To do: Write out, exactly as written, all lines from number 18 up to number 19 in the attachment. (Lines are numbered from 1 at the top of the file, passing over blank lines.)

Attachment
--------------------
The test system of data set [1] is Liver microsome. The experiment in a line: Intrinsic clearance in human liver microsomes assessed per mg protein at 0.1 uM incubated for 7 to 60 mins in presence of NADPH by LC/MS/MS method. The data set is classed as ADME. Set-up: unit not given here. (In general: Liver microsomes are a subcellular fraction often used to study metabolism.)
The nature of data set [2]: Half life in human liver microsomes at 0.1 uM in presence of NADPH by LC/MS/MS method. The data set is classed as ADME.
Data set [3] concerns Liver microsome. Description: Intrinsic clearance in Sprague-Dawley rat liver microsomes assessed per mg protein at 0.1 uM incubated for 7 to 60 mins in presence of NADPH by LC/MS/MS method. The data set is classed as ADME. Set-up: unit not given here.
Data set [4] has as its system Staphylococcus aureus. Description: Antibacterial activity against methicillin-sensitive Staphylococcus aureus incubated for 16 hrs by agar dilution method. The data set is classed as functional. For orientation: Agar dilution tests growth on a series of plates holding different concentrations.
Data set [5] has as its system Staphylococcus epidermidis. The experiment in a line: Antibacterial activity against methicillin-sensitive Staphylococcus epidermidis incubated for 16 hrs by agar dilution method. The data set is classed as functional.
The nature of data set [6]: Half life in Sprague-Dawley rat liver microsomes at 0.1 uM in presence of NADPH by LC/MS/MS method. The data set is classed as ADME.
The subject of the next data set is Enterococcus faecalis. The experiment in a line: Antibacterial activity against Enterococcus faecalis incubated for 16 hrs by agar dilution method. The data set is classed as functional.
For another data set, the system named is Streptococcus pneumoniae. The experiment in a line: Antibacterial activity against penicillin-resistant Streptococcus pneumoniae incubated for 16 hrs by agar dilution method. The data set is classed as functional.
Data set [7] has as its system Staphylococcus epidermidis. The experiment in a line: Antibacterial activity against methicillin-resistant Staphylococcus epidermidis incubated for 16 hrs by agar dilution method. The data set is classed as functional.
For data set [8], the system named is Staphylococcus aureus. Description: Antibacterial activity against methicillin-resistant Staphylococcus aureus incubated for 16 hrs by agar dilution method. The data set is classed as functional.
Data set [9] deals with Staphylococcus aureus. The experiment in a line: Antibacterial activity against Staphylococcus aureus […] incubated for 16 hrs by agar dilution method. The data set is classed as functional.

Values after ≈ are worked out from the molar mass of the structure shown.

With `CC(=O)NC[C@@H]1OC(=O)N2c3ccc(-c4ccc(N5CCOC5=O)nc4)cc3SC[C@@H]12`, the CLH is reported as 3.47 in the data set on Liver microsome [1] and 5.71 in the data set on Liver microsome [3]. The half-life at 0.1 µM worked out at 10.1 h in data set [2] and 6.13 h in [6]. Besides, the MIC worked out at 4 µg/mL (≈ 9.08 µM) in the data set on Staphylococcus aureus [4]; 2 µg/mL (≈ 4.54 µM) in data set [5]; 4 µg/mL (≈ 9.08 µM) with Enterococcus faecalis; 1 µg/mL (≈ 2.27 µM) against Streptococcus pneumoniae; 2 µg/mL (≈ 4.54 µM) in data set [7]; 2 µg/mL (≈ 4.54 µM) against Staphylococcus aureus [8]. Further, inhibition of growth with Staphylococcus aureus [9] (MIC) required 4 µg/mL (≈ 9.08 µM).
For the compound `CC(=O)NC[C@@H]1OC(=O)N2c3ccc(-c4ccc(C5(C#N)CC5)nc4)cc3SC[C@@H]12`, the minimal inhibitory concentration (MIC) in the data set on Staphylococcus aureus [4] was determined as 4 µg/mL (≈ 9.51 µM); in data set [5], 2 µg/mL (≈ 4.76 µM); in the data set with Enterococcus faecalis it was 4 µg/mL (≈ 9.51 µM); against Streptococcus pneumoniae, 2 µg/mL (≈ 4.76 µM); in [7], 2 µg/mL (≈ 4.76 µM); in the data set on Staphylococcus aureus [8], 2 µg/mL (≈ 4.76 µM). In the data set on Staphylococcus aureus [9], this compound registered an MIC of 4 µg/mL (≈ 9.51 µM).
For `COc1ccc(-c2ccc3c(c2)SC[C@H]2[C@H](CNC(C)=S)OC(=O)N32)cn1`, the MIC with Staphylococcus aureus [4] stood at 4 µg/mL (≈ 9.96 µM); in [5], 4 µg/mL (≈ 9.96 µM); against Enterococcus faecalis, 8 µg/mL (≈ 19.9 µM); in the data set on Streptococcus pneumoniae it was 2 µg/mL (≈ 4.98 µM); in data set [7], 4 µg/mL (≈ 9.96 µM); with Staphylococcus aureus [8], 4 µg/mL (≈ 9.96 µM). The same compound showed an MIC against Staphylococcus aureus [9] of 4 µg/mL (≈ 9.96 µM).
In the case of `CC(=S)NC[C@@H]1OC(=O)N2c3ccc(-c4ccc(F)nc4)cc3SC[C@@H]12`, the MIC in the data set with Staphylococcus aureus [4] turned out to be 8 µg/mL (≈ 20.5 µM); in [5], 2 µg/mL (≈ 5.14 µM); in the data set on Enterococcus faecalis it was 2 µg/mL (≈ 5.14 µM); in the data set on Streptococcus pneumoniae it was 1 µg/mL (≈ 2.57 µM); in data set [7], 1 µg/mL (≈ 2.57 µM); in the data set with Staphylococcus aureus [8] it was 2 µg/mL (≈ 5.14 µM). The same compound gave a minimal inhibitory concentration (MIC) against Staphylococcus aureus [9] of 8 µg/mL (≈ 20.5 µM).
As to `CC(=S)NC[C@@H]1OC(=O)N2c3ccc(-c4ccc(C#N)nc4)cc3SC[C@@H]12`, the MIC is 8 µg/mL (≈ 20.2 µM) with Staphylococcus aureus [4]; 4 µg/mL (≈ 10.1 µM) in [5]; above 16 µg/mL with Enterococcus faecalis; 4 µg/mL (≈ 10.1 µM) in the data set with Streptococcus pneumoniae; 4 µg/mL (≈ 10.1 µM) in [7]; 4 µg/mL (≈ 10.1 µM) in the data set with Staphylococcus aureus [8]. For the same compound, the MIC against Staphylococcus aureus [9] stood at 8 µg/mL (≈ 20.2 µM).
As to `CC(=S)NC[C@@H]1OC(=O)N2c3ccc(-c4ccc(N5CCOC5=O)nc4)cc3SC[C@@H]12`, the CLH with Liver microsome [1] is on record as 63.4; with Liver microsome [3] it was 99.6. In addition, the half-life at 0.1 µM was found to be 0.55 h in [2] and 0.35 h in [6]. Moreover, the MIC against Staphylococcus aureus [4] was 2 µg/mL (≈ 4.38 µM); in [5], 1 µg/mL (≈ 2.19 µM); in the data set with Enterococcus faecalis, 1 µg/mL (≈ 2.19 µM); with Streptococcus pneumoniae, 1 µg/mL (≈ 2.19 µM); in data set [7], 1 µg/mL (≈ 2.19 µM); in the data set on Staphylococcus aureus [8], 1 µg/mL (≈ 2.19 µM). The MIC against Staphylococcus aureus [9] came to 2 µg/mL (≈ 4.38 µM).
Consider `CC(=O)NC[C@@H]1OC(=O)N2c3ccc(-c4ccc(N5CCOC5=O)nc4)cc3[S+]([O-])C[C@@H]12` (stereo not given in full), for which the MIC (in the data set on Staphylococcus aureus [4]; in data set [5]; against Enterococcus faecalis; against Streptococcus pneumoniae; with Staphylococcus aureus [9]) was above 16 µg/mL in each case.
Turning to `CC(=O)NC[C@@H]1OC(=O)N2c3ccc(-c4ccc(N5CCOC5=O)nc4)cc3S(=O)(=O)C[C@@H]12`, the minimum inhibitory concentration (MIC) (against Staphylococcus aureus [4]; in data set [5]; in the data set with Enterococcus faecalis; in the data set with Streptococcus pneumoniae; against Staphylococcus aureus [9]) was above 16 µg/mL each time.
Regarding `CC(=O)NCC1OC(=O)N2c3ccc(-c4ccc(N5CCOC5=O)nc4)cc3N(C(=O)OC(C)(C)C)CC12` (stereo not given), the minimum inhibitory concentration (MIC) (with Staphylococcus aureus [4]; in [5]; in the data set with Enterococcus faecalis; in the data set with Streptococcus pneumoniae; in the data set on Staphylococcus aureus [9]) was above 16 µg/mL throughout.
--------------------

As to `CC(=S)NC[C@@H]1OC(=O)N2c3ccc(-c4ccc(N5CCOC5=O)nc4)cc3SC[C@@H]12`, the CLH with Liver microsome [1] is on record as 63.4; with Liver microsome [3] it was 99.6. In addition, the half-life at 0.1 µM was found to be 0.55 h in [2] and 0.35 h in [6]. Moreover, the MIC against Staphylococcus aureus [4] was 2 µg/mL (≈ 4.38 µM); in [5], 1 µg/mL (≈ 2.19 µM); in the data set with Enterococcus faecalis, 1 µg/mL (≈ 2.19 µM); with Streptococcus pneumoniae, 1 µg/mL (≈ 2.19 µM); in data set [7], 1 µg/mL (≈ 2.19 µM); in the data set on Staphylococcus aureus [8], 1 µg/mL (≈ 2.19 µM). The MIC against Staphylococcus aureus [9] came to 2 µg/mL (≈ 4.38 µM).
Consider `CC(=O)NC[C@@H]1OC(=O)N2c3ccc(-c4ccc(N5CCOC5=O)nc4)cc3[S+]([O-])C[C@@H]12` (stereo not given in full), for which the MIC (in the data set on Staphylococcus aureus [4]; in data set [5]; against Enterococcus faecalis; against Streptococcus pneumoniae; with Staphylococcus aureus [9]) was above 16 µg/mL in each case.